NEDA agrees to review spatial strategy for land use


The National Economic and Development Authority (NEDA) said it has agreed with the Land Use Committee (NLUC) to review the National Spatial Strategy (NSS) for the land use policy, among other concerns.

In a statement on Monday, the NEDA explained that the NSS is the core strategy of the National Physical Framework Plan (NPFP) 2016-2045, which intends to guide sub-national physical and land use planning.

The NSS defines the country’s desired spatial structure based on population trends, economic activities, and services. Recognizing the role of cities as growth drivers, in line with AmBisyon Natin 2040 or the country’s long-term vision, the NSS proposes interconnectivity for four metropolitan centers with regional centers and sub-regional centers using transport networks, NEDA explained.

“It is important to improve the mobility of Filipinos by enhancing connectivity between urban centers and marginalized areas. With improved connectivity, linking jobs and people can be done more efficiently,” said Socioeconomic Planning Secretary Ernesto Pernia.

Besides improved connectivity, the objectives of the NSS also include decongesting Metro Manila by promoting scale and agglomeration economies in regional and sub-regional centers, managing the growth of large and more environmentally-constrained metropolitan centers, and reducing vulnerability by ensuring easy access to disaster-affected areas, the NEDA said.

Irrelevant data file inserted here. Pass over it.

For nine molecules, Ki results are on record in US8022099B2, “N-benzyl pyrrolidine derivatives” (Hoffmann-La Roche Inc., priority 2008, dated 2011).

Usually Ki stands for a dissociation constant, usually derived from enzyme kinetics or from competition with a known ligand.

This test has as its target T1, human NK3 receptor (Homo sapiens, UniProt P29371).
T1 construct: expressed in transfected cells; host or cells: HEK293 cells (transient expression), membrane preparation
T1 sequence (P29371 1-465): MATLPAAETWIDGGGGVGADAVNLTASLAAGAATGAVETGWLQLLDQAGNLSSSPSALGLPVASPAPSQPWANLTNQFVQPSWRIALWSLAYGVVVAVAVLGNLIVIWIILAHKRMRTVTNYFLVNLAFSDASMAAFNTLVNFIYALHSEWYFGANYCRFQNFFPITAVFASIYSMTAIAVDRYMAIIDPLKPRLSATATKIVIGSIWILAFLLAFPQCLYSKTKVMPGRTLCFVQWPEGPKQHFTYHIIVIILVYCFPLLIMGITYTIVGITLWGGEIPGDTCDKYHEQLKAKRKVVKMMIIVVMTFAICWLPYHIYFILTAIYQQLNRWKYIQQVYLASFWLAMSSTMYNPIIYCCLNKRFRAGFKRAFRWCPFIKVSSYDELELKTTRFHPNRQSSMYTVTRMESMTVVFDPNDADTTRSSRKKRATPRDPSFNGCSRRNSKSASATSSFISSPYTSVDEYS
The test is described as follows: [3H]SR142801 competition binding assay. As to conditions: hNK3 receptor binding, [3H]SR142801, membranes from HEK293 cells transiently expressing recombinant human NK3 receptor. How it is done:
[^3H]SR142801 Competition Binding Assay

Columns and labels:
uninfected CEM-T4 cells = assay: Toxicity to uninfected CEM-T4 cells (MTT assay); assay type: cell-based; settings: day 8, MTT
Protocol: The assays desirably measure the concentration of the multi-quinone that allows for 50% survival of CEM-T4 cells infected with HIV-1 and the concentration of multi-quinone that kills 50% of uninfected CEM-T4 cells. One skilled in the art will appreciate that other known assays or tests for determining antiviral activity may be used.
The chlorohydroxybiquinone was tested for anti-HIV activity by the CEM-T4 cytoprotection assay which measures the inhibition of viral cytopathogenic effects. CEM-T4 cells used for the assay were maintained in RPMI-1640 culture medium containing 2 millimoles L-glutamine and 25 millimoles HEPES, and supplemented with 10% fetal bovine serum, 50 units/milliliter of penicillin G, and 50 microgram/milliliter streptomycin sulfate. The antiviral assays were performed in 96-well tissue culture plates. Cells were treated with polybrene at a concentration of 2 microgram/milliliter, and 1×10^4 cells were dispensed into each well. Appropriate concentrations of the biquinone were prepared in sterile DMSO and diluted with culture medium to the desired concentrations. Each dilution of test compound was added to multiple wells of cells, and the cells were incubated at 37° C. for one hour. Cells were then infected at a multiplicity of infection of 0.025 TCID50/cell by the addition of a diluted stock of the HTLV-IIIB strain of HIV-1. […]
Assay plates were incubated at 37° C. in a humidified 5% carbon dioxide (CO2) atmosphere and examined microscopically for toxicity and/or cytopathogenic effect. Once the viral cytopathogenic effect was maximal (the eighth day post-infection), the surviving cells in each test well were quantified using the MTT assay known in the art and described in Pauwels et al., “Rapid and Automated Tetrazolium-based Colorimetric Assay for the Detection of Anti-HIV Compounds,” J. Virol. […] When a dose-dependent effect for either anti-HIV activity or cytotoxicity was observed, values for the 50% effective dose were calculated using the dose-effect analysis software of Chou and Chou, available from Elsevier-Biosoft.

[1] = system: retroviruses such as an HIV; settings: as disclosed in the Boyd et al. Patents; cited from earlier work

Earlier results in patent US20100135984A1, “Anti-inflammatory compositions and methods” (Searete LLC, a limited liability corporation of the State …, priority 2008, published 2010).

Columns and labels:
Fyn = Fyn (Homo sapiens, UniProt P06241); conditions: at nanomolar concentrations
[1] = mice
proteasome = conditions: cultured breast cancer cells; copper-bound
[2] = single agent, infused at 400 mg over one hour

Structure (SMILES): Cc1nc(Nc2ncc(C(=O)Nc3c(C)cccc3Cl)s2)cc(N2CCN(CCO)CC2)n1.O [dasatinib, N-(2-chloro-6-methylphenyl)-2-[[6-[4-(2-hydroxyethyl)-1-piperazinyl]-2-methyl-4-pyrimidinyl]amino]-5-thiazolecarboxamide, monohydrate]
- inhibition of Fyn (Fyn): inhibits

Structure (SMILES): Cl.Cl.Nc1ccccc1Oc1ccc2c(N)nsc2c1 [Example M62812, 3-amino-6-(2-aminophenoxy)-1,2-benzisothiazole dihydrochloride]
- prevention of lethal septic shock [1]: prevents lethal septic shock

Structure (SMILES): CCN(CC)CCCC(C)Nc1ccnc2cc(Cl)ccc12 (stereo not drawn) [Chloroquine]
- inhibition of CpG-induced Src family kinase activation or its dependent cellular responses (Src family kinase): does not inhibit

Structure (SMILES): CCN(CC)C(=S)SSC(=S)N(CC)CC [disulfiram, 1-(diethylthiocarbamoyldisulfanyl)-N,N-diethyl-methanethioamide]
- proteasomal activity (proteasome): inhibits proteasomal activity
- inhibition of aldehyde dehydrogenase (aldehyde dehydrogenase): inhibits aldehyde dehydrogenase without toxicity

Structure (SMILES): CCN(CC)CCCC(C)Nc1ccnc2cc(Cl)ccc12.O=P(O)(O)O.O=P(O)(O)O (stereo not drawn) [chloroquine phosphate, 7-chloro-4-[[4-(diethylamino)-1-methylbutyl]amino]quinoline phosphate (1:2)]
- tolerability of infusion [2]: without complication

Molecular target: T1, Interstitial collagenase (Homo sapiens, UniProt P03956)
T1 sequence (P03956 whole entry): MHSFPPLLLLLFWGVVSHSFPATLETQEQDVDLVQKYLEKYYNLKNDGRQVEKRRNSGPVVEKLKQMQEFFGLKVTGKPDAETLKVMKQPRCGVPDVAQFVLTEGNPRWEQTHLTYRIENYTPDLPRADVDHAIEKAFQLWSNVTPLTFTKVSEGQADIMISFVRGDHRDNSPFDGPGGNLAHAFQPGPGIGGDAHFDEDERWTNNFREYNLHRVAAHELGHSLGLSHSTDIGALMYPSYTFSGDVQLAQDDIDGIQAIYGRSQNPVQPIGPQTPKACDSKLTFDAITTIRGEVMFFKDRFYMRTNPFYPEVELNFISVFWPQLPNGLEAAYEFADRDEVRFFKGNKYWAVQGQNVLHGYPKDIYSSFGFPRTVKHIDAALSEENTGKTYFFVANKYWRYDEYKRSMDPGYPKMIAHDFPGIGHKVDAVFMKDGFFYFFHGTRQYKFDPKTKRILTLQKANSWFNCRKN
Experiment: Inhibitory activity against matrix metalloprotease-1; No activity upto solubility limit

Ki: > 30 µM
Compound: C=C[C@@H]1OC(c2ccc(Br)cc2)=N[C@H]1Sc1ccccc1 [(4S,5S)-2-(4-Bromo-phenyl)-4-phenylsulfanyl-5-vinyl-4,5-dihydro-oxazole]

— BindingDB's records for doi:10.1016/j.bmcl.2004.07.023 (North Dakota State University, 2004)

The Duterte administration is positioned to increase public spending on infrastructure until 2022, allotting as much as 5.4 percent of next year’s gross domestic product, it noted.

Moreover, it said the NLUC also discussed policy issues such as the delineation of safe and unsafe zones. This will serve as the basis for locating rehabilitation and recovery projects, using maps produced by the Department of Science and Technology (DOST), National Mapping and Resource Information Authority (NAMRIA), and the Mines and Geosciences Bureau (MGB).

The NLUC also reviewed the revised draft Executive Order (EO) on the two-year moratorium on agricultural land conversion as proposed by the Department of Agrarian Reform (DAR). The revised EO includes a new provision allowing the Office of the President to exempt certain government projects for energy development, socialized housing, economic zone development, tourism zone development and other necessary infrastructure projects from the moratorium, it added.

While NEDA, in a signed position paper with the Department of Finance (DOF), Department of Budget and Management (DBM), Department of Trade and Industry (DTI) and the Housing and Urban Development Coordinating Council (HUDCC), has been pushing for effective land use regulation instead of banning agricultural land conversion, it nonetheless agreed to review the revised Executive Order and submit its comments to DAR.

The NLUC is one of seven cabinet-level interagency committees under the NEDA Board chaired by Secretary Pernia.


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1 Comment

  1. I don’t understand why the national government would interfere with the land-use planning of a local government.
    One of the fundamental responsibilities of the local government is a long-term planning for land-use and the
    future growth and development of of a city or town. In my opinion, the national government can only provide
    guidelines as a framework to help the local government develop its own comprehensive plan and define
    performance measures that emphasize meaningful results.